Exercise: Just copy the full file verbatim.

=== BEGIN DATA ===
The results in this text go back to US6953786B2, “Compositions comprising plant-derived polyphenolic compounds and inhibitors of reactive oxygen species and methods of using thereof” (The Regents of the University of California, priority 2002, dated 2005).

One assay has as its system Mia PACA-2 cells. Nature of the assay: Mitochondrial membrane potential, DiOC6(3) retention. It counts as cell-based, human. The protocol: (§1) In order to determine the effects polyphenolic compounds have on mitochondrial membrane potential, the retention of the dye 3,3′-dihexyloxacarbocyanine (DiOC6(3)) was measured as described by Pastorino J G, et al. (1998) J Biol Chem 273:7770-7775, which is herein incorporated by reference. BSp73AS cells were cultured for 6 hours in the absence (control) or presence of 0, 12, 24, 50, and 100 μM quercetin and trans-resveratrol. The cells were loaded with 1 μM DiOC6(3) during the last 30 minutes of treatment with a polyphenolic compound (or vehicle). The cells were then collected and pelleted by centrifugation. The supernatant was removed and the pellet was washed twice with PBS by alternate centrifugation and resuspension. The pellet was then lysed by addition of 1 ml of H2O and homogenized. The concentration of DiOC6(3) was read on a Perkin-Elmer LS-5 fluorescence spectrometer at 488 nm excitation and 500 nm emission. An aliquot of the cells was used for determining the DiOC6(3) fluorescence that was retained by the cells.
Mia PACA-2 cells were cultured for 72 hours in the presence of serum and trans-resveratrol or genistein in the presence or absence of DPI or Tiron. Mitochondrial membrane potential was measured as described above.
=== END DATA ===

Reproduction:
The results in this text go back to US6953786B2, “Compositions comprising plant-derived polyphenolic compounds and inhibitors of reactive oxygen species and methods of using thereof” (The Regents of the University of California, priority 2002, dated 2005).

One assay has as its system Mia PACA-2 cells. Nature of the assay: Mitochondrial membrane potential, DiOC6(3) retention. It counts as cell-based, human. The protocol: (§1) In order to determine the effects polyphenolic compounds have on mitochondrial membrane potential, the retention of the dye 3,3′-dihexyloxacarbocyanine (DiOC6(3)) was measured as described by Pastorino J G, et al. (1998) J Biol Chem 273:7770-7775, which is herein incorporated by reference. BSp73AS cells were cultured for 6 hours in the absence (control) or presence of 0, 12, 24, 50, and 100 μM quercetin and trans-resveratrol. The cells were loaded with 1 μM DiOC6(3) during the last 30 minutes of treatment with a polyphenolic compound (or vehicle). The cells were then collected and pelleted by centrifugation. The supernatant was removed and the pellet was washed twice with PBS by alternate centrifugation and resuspension. The pellet was then lysed by addition of 1 ml of H2O and homogenized. The concentration of DiOC6(3) was read on a Perkin-Elmer LS-5 fluorescence spectrometer at 488 nm excitation and 500 nm emission. An aliquot of the cells was used for determining the DiOC6(3) fluorescence that was retained by the cells.
Mia PACA-2 cells were cultured for 72 hours in the presence of serum and trans-resveratrol or genistein in the presence or absence of DPI or Tiron. Mitochondrial membrane potential was measured as described above.